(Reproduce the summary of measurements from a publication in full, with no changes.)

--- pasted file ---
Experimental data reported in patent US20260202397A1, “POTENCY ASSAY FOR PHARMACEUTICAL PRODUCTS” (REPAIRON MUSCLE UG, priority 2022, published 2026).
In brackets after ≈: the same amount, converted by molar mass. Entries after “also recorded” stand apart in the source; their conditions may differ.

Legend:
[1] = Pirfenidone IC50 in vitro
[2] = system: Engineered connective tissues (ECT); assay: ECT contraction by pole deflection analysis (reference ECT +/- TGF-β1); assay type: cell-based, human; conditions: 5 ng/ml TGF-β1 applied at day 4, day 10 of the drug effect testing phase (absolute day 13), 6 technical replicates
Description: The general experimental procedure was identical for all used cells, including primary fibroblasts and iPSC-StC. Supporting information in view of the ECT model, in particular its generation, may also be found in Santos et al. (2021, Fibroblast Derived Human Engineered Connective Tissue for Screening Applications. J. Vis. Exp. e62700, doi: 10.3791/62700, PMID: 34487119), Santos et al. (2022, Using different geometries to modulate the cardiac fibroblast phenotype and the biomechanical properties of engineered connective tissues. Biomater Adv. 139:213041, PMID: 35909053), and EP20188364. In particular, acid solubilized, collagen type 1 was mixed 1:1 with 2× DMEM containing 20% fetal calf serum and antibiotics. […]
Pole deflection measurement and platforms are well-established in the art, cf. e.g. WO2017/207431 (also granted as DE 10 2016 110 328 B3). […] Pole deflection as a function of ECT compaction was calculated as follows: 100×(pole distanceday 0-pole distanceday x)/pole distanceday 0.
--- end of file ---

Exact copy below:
Experimental data reported in patent US20260202397A1, “POTENCY ASSAY FOR PHARMACEUTICAL PRODUCTS” (REPAIRON MUSCLE UG, priority 2022, published 2026).
In brackets after ≈: the same amount, converted by molar mass. Entries after “also recorded” stand apart in the source; their conditions may differ.

Legend:
[1] = Pirfenidone IC50 in vitro
[2] = system: Engineered connective tissues (ECT); assay: ECT contraction by pole deflection analysis (reference ECT +/- TGF-β1); assay type: cell-based, human; conditions: 5 ng/ml TGF-β1 applied at day 4, day 10 of the drug effect testing phase (absolute day 13), 6 technical replicates
Description: The general experimental procedure was identical for all used cells, including primary fibroblasts and iPSC-StC. Supporting information in view of the ECT model, in particular its generation, may also be found in Santos et al. (2021, Fibroblast Derived Human Engineered Connective Tissue for Screening Applications. J. Vis. Exp. e62700, doi: 10.3791/62700, PMID: 34487119), Santos et al. (2022, Using different geometries to modulate the cardiac fibroblast phenotype and the biomechanical properties of engineered connective tissues. Biomater Adv. 139:213041, PMID: 35909053), and EP20188364. In particular, acid solubilized, collagen type 1 was mixed 1:1 with 2× DMEM containing 20% fetal calf serum and antibiotics. […]
Pole deflection measurement and platforms are well-established in the art, cf. e.g. WO2017/207431 (also granted as DE 10 2016 110 328 B3). […] Pole deflection as a function of ECT compaction was calculated as follows: 100×(pole distanceday 0-pole distanceday x)/pole distanceday 0.